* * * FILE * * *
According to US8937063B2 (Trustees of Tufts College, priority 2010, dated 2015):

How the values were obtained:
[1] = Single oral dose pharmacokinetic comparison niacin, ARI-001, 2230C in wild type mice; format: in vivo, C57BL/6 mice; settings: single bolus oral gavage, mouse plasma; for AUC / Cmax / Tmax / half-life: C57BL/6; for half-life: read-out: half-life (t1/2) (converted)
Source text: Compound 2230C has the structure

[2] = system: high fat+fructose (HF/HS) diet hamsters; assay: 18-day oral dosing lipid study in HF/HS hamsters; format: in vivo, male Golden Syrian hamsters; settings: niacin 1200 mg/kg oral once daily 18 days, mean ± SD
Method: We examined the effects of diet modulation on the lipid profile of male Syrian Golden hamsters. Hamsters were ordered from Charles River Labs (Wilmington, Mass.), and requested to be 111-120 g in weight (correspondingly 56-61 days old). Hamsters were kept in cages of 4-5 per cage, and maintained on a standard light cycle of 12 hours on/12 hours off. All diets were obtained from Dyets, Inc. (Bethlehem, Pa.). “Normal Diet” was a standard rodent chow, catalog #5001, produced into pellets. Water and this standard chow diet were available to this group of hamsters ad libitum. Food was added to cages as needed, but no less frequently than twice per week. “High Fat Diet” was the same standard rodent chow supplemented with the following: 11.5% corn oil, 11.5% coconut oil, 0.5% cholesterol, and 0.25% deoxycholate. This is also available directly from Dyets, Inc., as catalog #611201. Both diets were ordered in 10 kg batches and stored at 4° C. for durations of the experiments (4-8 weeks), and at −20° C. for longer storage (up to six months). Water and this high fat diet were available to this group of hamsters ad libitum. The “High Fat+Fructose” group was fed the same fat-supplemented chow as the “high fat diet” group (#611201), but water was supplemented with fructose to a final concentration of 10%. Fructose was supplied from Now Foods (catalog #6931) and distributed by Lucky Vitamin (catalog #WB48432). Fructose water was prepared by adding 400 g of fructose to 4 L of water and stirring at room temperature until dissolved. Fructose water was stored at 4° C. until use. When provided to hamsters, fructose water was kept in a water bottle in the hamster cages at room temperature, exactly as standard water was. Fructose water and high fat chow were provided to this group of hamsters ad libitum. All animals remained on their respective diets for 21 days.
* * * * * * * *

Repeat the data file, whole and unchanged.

According to US8937063B2 (Trustees of Tufts College, priority 2010, dated 2015):

How the values were obtained:
[1] = Single oral dose pharmacokinetic comparison niacin, ARI-001, 2230C in wild type mice; format: in vivo, C57BL/6 mice; settings: single bolus oral gavage, mouse plasma; for AUC / Cmax / Tmax / half-life: C57BL/6; for half-life: read-out: half-life (t1/2) (converted)
Source text: Compound 2230C has the structure

[2] = system: high fat+fructose (HF/HS) diet hamsters; assay: 18-day oral dosing lipid study in HF/HS hamsters; format: in vivo, male Golden Syrian hamsters; settings: niacin 1200 mg/kg oral once daily 18 days, mean ± SD
Method: We examined the effects of diet modulation on the lipid profile of male Syrian Golden hamsters. Hamsters were ordered from Charles River Labs (Wilmington, Mass.), and requested to be 111-120 g in weight (correspondingly 56-61 days old). Hamsters were kept in cages of 4-5 per cage, and maintained on a standard light cycle of 12 hours on/12 hours off. All diets were obtained from Dyets, Inc. (Bethlehem, Pa.). “Normal Diet” was a standard rodent chow, catalog #5001, produced into pellets. Water and this standard chow diet were available to this group of hamsters ad libitum. Food was added to cages as needed, but no less frequently than twice per week. “High Fat Diet” was the same standard rodent chow supplemented with the following: 11.5% corn oil, 11.5% coconut oil, 0.5% cholesterol, and 0.25% deoxycholate. This is also available directly from Dyets, Inc., as catalog #611201. Both diets were ordered in 10 kg batches and stored at 4° C. for durations of the experiments (4-8 weeks), and at −20° C. for longer storage (up to six months). Water and this high fat diet were available to this group of hamsters ad libitum. The “High Fat+Fructose” group was fed the same fat-supplemented chow as the “high fat diet” group (#611201), but water was supplemented with fructose to a final concentration of 10%. Fructose was supplied from Now Foods (catalog #6931) and distributed by Lucky Vitamin (catalog #WB48432). Fructose water was prepared by adding 400 g of fructose to 4 L of water and stirring at room temperature until dissolved. Fructose water was stored at 4° C. until use. When provided to hamsters, fructose water was kept in a water bottle in the hamster cages at room temperature, exactly as standard water was. Fructose water and high fat chow were provided to this group of hamsters ad libitum. All animals remained on their respective diets for 21 days.